The resulting volume of plagiarism because of this and other factors has increased so markedly that it has elicited the creation of a new electronic journal, Plagiary. The faking of scientific research by prominent scientists around the world suggests that such behavior is not limited to undergraduates, and is no doubt a reflection, in part, of the pressure that scientists now find themselves under to publish and announce successful results, but it is also part of a broader societal trend to refuse to engage in honest inquiry, or to consider oneself above and beyond the rules; this phenomenon has so disheartened many faculty members that they have ceased to call for papers from undergraduates altogether.
Coarsening of Attitudes and Behaviors
Beyond the obvious lies a complex of other factors, which could be summarized as a coarsening of undergraduate attitudes and behavior, observable in such things as talking while the instructor is talking, walking into class half an hour late, rudeness and cursing outside of class (and occasionally within it), a failure to turn in required work with no sense of guilt or obligation, and inability to see the connection between work done and grade received. Rowdiness abounds. Temple University’s basketball coach John Cheney felt called upon recently to go out onto the court in the middle of a game and berate students for throwing things onto the playing floor, and being unwilling to stop others from doing so. Such behaviors have always existed, of course, but they are becoming more and more prevalent, as Student Affairs staff will attest; they are concerned from their vantage point about the way students treat each other, and about what values they are bringing to and learning from their college experience.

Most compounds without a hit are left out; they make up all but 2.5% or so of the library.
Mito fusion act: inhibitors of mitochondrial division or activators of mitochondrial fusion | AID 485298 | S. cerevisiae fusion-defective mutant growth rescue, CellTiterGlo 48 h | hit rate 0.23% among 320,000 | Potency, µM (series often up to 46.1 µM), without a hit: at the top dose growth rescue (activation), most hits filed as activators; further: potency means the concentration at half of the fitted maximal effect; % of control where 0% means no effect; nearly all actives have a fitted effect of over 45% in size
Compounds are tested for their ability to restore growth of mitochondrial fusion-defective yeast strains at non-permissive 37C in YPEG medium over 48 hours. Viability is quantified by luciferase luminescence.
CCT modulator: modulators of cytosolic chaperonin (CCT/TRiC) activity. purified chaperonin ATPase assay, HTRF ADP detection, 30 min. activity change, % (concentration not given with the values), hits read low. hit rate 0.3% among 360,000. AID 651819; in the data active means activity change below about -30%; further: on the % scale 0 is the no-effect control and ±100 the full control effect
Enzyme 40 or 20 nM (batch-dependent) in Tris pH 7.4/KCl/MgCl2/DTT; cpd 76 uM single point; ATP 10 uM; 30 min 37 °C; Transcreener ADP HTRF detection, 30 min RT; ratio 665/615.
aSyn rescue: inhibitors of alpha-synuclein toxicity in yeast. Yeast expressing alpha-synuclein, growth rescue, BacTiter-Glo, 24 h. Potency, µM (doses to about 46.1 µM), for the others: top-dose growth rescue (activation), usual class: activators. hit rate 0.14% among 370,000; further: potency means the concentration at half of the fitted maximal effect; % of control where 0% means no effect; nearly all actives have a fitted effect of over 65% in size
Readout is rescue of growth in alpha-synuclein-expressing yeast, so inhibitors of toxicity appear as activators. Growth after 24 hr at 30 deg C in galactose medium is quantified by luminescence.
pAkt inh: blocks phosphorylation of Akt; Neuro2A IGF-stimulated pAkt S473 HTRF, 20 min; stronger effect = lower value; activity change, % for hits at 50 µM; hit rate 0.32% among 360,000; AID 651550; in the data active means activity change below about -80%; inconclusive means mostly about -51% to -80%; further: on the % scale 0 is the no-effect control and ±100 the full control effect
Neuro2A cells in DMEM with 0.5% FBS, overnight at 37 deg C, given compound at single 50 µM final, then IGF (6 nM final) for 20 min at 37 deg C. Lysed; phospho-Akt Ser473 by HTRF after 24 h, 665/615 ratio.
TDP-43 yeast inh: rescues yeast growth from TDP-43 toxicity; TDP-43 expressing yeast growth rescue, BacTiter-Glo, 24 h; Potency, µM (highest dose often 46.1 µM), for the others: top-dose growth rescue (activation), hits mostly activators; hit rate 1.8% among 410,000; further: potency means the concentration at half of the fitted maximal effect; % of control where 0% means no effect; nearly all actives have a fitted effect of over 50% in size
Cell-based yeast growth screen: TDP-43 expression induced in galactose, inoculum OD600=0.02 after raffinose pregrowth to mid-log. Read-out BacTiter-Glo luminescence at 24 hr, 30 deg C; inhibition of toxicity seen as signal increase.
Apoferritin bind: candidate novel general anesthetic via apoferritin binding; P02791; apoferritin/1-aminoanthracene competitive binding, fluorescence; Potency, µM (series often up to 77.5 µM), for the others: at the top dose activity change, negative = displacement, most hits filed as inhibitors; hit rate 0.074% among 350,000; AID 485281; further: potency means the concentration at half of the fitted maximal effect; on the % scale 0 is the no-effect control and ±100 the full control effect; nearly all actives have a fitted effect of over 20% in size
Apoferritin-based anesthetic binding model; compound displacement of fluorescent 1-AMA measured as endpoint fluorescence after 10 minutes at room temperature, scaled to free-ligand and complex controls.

One major factor, of course, is the commercial transaction model which students bring with them; they want what they are paying for, which is, in this order, (1) a good time, and (2) a degree, which will lead to (3) a good (i.e. well-paying) job. Learning is too often far down the list, if it is even on the list; Bruce Wilshire commented on this more than 15 years ago in his book The Moral Collapse of the University: